(3) In the third example of the invention a latent electrostatic image on an insulator sheet was prepared by subjecting the surface of the sheet to contact with a foam surface generated by passing a gas through a liquid developer made in the following manner:

5 grams of the resin known a Pentacite 423 made by Reichhold Chemicals Incorporated were ground up and dissolved in 200 millieters of kerosene to which was added 2 milligrams of finely divided aluminum powder. Dry carbon dioxide gas was bubbled through a metal bubbler placed in the developer liquid bath so as to form a continuous foam above the surface of the liquid. The electrostatic image was brought into contact with this foam surface, first compressing and then attracting the film of developer carried on the surface of the bubbles, following which the developer particles in this case aluminum powder were attracted to the image and produced a visible image.

It will be realized that with a foam developer as described, the danger of fire can be materially reduced or completely eliminated because of the addition of the non-inflammable substance to the inflammable substance, and in this way a developer is provided which not only has improved developing properties but also materially reduces any fire hazard which might otherwise be present, although in practice it has been found that lire risk is negligible even with a carrier base of relatively inflammable liquid.

It will be obvious of course that, apart from the reduction of fire hazards, there is also a substantial reduction of toxicity if the developers should have this characteristic because the total volume of the foam developer contains a correspondingly smaller volume of the liquid developer substance. An effect of these developers is as said, to give good tone control, as the developer phase can have certain electrical characteristics, whereas the carrier phase can have other characteristics, and by varying the characteristics of particularly the carrier phase it is possible to regulate the rate of bleed-off of the image charge for toning purposes. Similarly the thickness of the developer coating on the carrier globules, and the resistivity of the developer liquid itself will provide further control means.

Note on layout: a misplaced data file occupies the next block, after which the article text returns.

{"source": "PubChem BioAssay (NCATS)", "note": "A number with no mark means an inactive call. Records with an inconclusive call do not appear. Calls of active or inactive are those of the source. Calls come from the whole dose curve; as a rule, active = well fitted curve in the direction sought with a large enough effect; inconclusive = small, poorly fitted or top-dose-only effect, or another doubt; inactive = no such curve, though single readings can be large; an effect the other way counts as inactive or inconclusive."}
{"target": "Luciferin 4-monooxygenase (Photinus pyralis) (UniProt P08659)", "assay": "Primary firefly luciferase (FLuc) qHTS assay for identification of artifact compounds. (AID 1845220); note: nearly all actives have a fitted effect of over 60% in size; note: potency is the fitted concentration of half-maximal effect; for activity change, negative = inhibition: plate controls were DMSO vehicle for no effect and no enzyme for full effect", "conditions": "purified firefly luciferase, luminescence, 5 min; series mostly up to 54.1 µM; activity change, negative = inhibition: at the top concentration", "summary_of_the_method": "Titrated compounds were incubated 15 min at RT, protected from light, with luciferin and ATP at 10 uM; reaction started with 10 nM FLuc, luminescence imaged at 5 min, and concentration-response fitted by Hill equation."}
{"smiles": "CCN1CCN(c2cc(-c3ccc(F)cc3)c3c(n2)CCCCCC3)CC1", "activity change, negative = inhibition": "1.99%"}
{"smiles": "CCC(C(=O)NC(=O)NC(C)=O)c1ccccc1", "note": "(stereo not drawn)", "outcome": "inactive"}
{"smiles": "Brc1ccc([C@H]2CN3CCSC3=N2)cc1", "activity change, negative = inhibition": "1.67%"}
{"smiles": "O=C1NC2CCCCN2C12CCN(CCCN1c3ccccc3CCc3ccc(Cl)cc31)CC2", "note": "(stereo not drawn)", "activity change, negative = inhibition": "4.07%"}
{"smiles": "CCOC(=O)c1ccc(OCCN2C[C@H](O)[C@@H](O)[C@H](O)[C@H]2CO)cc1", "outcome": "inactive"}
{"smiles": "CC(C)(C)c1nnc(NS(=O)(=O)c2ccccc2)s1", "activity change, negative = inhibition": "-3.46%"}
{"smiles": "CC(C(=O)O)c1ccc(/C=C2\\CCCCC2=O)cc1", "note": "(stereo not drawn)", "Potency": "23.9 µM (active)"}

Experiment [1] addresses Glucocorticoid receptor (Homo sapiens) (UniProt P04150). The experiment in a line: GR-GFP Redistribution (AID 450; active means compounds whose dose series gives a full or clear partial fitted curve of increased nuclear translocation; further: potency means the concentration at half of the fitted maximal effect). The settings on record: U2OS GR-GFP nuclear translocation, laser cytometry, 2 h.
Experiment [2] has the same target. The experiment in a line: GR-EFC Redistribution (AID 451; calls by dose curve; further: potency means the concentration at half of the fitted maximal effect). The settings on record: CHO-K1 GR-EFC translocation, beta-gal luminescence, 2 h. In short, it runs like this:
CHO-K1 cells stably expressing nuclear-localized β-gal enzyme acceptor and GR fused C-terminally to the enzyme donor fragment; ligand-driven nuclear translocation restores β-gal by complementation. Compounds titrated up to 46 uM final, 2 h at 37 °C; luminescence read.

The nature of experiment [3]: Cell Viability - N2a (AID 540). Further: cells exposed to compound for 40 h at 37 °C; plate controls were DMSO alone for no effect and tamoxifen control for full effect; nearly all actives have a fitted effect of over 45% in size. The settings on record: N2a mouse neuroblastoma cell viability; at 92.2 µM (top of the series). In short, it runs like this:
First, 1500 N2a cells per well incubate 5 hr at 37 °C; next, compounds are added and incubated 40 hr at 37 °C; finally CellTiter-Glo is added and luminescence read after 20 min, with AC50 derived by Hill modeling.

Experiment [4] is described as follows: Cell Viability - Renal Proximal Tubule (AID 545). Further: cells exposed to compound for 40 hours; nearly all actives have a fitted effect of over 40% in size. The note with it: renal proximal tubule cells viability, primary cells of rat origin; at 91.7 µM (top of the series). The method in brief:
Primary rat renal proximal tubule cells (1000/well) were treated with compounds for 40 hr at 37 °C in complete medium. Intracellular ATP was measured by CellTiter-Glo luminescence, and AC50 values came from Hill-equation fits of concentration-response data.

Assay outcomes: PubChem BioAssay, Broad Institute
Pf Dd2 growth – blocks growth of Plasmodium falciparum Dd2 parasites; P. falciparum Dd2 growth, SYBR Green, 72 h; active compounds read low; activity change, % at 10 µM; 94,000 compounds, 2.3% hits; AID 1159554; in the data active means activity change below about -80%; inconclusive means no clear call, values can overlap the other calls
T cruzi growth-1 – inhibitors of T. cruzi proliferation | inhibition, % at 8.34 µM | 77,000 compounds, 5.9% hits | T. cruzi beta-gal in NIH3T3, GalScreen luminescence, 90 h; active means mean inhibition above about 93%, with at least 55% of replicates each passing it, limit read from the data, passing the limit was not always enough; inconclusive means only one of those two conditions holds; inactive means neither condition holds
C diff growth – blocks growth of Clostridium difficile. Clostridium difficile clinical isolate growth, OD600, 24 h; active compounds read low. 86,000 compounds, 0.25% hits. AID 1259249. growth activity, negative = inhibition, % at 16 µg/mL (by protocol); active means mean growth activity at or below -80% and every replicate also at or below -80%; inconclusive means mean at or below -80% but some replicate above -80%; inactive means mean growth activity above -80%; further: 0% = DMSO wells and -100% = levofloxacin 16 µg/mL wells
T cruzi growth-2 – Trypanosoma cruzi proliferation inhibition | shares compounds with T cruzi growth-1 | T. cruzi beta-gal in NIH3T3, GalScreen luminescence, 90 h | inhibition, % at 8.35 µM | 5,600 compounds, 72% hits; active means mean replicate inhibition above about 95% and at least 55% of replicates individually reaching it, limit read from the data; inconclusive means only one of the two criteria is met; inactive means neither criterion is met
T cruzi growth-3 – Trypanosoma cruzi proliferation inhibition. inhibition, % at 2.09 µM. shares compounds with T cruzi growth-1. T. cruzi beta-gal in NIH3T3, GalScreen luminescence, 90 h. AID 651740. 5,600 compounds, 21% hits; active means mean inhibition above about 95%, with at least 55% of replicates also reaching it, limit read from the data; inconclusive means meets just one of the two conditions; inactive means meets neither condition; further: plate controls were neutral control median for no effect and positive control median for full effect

It is of great importance to note that as the globules of the carrier phase have deformable walls, they can accommodate themselves more readily to surface inequalities in the medium being developed and thus the improved developer greatly improves the process over the dry developer and rigid bead systems.

What we claim is:

1. A method of developing an electrostatic image which comprises suspending pigment particles in a liquid having an electrical resistivity of not less than ohm-centimeter and a dielectric constant of not greater than three so as to form a liquid developer adapted to develop an electrostatic image, dispersing in said liquid developer a gas which is insoluble in said developer, agitating the liquid developer to produce a foam whereby the liquid developer is carried on the surface of globules of the gas in such foam, and flowing said foam over a base having an electrostatic image thereon to deposit said pigment on said image.

2. A method of developing an electrostatic image which comprises coating pigment particles with a control and fixing substance, suspending the coated pigment particles in a liquid to form a liquid developer adapted to develop an electrostatic image, said liquid having an electrical resistivity of not less than 10 ohm-centimeter and a dielectric constant of not greater than three and having the property that the control and fixing substance is at most slightly soluble therein, dispersing in such liquid developer a gas which is insoluble in said developer, and agitating the liquid developer to produce a foam whereby the liquid developer is carried on the surface of globules of the gas in such foam, and applynig said foam to a base having an electrostatic image thereon to deposit said pigment particles on said image.

3. A method of developing a latent electrostatic image on a surface comprising forming a liquid developer phase containing a developer substance in a non-polar liquid and adapted for developing an electrostatic image, said liquid having an electrical resistivity of not less than 10 ohm-centimeter and a dielectric constant of not greater than three, the developer substance including pigment particles having as a coating therefor a fixing agent which is only sparingly soluble in the developer liquid whereby when the non-polar liquid is evaporated the fixing agent remains deposited on the surface of the developer substance, introducing into the liquid phase an inert gaseous carrier phase which is insoluble in said liquid phase and agitating said phases to produce a foam in which individual globules of gaseous carrier have a film of the developer phase thereon, and contacting the surface having 6 the latent electrostatic image with the thusly produced foam to deposit said pigment particles on said image.